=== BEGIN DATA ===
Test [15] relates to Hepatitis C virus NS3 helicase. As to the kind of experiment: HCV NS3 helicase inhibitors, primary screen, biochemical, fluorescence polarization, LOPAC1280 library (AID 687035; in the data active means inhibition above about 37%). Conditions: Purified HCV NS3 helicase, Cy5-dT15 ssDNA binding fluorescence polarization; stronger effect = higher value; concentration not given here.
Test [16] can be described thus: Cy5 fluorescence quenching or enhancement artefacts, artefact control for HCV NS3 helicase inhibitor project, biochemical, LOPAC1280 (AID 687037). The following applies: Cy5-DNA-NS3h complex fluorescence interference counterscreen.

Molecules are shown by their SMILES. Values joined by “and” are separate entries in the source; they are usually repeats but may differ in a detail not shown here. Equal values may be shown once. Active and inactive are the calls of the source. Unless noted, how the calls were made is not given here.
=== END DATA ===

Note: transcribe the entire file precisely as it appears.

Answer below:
Test [15] relates to Hepatitis C virus NS3 helicase. As to the kind of experiment: HCV NS3 helicase inhibitors, primary screen, biochemical, fluorescence polarization, LOPAC1280 library (AID 687035; in the data active means inhibition above about 37%). Conditions: Purified HCV NS3 helicase, Cy5-dT15 ssDNA binding fluorescence polarization; stronger effect = higher value; concentration not given here.
Test [16] can be described thus: Cy5 fluorescence quenching or enhancement artefacts, artefact control for HCV NS3 helicase inhibitor project, biochemical, LOPAC1280 (AID 687037). The following applies: Cy5-DNA-NS3h complex fluorescence interference counterscreen.

Molecules are shown by their SMILES. Values joined by “and” are separate entries in the source; they are usually repeats but may differ in a detail not shown here. Equal values may be shown once. Active and inactive are the calls of the source. Unless noted, how the calls were made is not given here.